Maize is the most important staple crop in many parts of Africa. Although maize yield productivity is gradually increasing in Africa, it is still one of the lowest in the world. This is primarily due to minimal use of improved hybrid seeds, fertilizers, and lack of appropriate pest management tools. The low maize productivity in Africa is further exacerbated by the recent introduction and establishment of the voracious maize pest, fall armyworm. Native to the tropical and subtropical regions of the Americas, fall armyworm causes significant yield losses, risking Africa’s food security.
Fall armyworm can survive on more than 300 plant species, although it strongly prefers feeding on maize. It is highly prolific, laying eggs in large numbers and can migrate long distances. This is evident in how quickly it has spread from Africa to many countries in Asia, where it is also a major threat to maize production.
In Africa, it is estimated that, on average, around 30 percent of plants are infested, although we have observed in excess of 90 percent infestation in late planted maize in Western Kenya. Despite multiple scientific publications and international collaborations to create awareness about pest management for fall armyworm in maize, most small-scale farmers are not beneficiaries of this knowledge. Typically these farmers resort to traditional methods of pest control that may not be effective. Talking with farmers in Western Kenya, we learned that some have resorted to using locally-prepared solutions from ashes, chili peppers, and soap. Some farmers even resort to squashing both larvae and egg masses, which could be effective at small-scale farm levels.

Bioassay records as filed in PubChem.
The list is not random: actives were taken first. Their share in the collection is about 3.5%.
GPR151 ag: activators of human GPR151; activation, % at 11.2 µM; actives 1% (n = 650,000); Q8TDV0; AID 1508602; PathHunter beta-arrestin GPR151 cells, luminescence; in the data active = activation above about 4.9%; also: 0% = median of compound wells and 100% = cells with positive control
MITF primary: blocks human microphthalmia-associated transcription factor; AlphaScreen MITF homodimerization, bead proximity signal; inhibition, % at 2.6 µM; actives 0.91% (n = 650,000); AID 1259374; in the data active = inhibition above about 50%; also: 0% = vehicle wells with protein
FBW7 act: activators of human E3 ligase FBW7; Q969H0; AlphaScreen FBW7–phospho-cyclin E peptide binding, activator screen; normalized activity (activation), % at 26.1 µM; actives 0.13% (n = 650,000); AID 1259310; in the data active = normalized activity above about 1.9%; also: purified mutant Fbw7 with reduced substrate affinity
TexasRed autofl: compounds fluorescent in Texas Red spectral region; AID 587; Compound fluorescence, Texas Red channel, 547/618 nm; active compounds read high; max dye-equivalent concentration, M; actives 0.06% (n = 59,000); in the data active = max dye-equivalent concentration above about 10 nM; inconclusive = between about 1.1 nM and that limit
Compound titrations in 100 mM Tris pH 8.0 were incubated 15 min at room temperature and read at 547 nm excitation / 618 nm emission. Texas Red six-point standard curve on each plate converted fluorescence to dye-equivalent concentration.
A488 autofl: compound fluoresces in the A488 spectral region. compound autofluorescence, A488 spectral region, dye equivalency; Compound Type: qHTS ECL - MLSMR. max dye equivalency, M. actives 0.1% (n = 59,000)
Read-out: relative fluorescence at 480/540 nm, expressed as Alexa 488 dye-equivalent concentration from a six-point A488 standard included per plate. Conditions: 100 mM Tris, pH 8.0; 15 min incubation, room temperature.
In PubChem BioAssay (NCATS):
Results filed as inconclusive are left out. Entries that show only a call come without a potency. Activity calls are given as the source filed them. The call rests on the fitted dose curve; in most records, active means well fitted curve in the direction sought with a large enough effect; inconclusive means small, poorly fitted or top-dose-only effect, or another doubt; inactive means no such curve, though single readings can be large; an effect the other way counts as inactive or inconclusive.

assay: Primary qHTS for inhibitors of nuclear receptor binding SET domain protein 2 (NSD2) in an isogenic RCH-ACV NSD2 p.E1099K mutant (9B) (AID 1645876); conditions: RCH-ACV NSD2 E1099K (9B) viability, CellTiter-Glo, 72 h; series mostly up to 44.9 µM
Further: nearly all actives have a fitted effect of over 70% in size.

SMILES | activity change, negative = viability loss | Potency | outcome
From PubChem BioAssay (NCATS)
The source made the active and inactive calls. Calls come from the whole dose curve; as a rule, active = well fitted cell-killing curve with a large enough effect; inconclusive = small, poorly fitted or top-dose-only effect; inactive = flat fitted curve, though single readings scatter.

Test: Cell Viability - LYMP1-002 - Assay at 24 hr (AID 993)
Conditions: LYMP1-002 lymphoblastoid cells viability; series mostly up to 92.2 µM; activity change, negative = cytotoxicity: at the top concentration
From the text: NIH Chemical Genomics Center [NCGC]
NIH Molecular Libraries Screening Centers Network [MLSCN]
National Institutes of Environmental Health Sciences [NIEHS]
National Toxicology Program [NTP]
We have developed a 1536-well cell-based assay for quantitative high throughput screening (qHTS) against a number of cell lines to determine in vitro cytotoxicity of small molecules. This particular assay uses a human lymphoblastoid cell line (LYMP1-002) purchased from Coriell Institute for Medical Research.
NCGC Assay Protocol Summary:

In collaboration with AMPATH, we initiated training for small-scale farmers in Western Kenya to educate them on the biology and management of this pest. We are also collaborating with other organizations to ensure that the program is sustainable, and farmers are aware of pest management options to make informed decisions. Stay tuned for more on this initiative.